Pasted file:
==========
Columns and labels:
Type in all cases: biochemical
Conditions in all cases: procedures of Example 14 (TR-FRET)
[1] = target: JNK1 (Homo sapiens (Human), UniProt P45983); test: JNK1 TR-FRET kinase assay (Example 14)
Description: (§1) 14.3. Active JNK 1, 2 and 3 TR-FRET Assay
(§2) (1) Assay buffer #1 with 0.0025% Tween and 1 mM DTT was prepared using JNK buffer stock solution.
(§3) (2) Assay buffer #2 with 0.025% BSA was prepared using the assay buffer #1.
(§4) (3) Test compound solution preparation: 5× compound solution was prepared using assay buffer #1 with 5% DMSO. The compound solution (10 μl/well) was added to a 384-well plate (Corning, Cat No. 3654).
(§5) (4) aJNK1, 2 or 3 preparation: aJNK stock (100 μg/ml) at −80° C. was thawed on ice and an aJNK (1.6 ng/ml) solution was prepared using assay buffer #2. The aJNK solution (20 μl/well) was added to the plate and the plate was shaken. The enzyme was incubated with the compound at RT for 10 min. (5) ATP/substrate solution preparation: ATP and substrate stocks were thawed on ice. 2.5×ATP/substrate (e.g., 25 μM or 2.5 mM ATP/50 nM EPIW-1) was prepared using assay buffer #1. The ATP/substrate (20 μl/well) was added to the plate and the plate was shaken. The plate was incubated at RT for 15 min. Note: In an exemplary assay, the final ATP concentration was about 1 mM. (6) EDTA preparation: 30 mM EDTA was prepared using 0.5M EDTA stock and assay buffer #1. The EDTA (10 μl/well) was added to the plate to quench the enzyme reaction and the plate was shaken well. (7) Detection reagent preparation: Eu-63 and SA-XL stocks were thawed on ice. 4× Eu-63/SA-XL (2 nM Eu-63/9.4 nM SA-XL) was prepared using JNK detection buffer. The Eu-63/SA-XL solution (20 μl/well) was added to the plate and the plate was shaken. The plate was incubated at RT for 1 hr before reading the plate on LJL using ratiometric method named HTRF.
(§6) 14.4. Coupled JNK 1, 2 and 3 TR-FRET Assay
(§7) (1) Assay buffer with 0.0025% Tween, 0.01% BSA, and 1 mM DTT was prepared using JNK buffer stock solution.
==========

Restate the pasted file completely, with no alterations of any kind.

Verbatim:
Columns and labels:
Type in all cases: biochemical
Conditions in all cases: procedures of Example 14 (TR-FRET)
[1] = target: JNK1 (Homo sapiens (Human), UniProt P45983); test: JNK1 TR-FRET kinase assay (Example 14)
Description: (§1) 14.3. Active JNK 1, 2 and 3 TR-FRET Assay
(§2) (1) Assay buffer #1 with 0.0025% Tween and 1 mM DTT was prepared using JNK buffer stock solution.
(§3) (2) Assay buffer #2 with 0.025% BSA was prepared using the assay buffer #1.
(§4) (3) Test compound solution preparation: 5× compound solution was prepared using assay buffer #1 with 5% DMSO. The compound solution (10 μl/well) was added to a 384-well plate (Corning, Cat No. 3654).
(§5) (4) aJNK1, 2 or 3 preparation: aJNK stock (100 μg/ml) at −80° C. was thawed on ice and an aJNK (1.6 ng/ml) solution was prepared using assay buffer #2. The aJNK solution (20 μl/well) was added to the plate and the plate was shaken. The enzyme was incubated with the compound at RT for 10 min. (5) ATP/substrate solution preparation: ATP and substrate stocks were thawed on ice. 2.5×ATP/substrate (e.g., 25 μM or 2.5 mM ATP/50 nM EPIW-1) was prepared using assay buffer #1. The ATP/substrate (20 μl/well) was added to the plate and the plate was shaken. The plate was incubated at RT for 15 min. Note: In an exemplary assay, the final ATP concentration was about 1 mM. (6) EDTA preparation: 30 mM EDTA was prepared using 0.5M EDTA stock and assay buffer #1. The EDTA (10 μl/well) was added to the plate to quench the enzyme reaction and the plate was shaken well. (7) Detection reagent preparation: Eu-63 and SA-XL stocks were thawed on ice. 4× Eu-63/SA-XL (2 nM Eu-63/9.4 nM SA-XL) was prepared using JNK detection buffer. The Eu-63/SA-XL solution (20 μl/well) was added to the plate and the plate was shaken. The plate was incubated at RT for 1 hr before reading the plate on LJL using ratiometric method named HTRF.
(§6) 14.4. Coupled JNK 1, 2 and 3 TR-FRET Assay
(§7) (1) Assay buffer with 0.0025% Tween, 0.01% BSA, and 1 mM DTT was prepared using JNK buffer stock solution.